Tuesday, August 18, 2015

Blue Ridge Bruisers- Slamming Summer Citations

Blue Ridge Bruisers- Slamming Summer Citations

            Grant and I loaded up the truck and hit the road early Friday morning with an optimistic plan, to knock out as many new species citations as possible. Grant needed a trophy Muskie, I needed a trophy Smallmouth Bass, and we were both in need of trophy trout. We had four days to try and accomplish our goals, starting with the trout.

            We had our feet in the water bright and early in a healthy trout stream known for boasting above average fish. It wasn’t long before we were hooking up with some seriously beefy Rainbows. Even in the heart of summer, the cold spring fed creeks keep these fish charged up, making them a formidable opponent. We both landed some good fish over a 12 hour period and roughly 8 miles hiked, but Grant managed to top off the day with the biggest fish either of us could have imagined. After spotting, stalking, and eventually coaxing it into striking, Grant landed a beast of a Rainbow Trout weighing in at a hefty 7 pounds and measuring 24 inches in length, a Virginia trophy.

            After we picked off a trout we then turned our attention to our favorite stretch of the New River. Abundant with both large Muskie and giant Smallies we felt pretty confident that we would both accomplish what we came to do. I focused on Smallmouth for most of the trip, picking off plenty of fish, just not any huge ones. We spotted and stalked many good upper echelon fish, unfortunetly, they all had lockjaw. None of our Smallies even came close to trophy qualifications; My biggest fish went just 17 inches on a black Booyah buzzbait. However, I did spend a decent amount of time targeting Muskie as well, it’s pretty hard not to… especially since I have a peaked interest in anything big with teeth.

 After breaking off a solid Muskie Grant managed to pick up where I left off. He bagged two Muskie using live Sunfish. Pike are a cold water species, therefore in the Summer when their environment heats up they generally become more lethargic and less apt to strike a very large bait. This is our reasoning for using Sunfish as opposed to the larger Suckers and Chubs we like to live-line in the cooler months. The smaller of the two fish went 38 inches in length, caught within our last hour of the trip. The largest, Grant’s newest trophy, went 43.25 inches in length, an impressive kayak caught fish for the heat of Summer.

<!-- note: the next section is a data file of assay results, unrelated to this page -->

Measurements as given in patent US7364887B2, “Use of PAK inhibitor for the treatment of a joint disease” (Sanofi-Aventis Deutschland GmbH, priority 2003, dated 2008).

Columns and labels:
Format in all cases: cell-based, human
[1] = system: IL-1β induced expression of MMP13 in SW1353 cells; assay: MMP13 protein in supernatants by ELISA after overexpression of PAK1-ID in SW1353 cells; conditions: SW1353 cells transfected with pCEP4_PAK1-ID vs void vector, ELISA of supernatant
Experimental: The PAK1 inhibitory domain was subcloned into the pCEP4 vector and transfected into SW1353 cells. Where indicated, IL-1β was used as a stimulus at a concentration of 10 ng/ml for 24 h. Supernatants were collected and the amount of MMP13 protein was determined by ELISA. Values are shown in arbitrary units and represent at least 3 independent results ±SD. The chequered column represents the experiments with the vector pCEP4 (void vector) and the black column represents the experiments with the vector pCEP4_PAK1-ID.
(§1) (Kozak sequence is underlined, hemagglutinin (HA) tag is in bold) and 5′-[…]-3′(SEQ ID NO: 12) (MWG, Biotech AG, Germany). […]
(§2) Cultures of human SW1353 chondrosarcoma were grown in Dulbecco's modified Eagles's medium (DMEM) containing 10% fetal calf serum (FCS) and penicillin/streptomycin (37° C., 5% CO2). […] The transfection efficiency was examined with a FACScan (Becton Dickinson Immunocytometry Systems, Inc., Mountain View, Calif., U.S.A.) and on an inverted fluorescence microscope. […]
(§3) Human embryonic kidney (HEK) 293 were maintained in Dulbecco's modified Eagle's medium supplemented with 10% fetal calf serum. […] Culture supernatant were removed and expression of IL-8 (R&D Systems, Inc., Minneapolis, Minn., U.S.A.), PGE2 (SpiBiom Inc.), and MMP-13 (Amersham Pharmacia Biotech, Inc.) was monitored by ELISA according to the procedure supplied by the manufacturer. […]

It was a great fishing bender filled with big, aggressive fish. Though I didn’t find the big Smallie I was after, it was cool to see Grant finally land the big Muskie he’s been chasing the past few years. Any time you can bag fish of that caliber during the heat of Summer you have to walk away with a sense of accomplishment, even if I did act as the cameraman for most of the trip…. But I digress, ha! Time to sit back and plan our next move. Although the heat is still constant right now, there are still big fish to be caught, hopefully one of those will be the notorious Biggie Smalls. We shall see.

Until Next Time.

Fish Hard or Stay Home,

Josh D.

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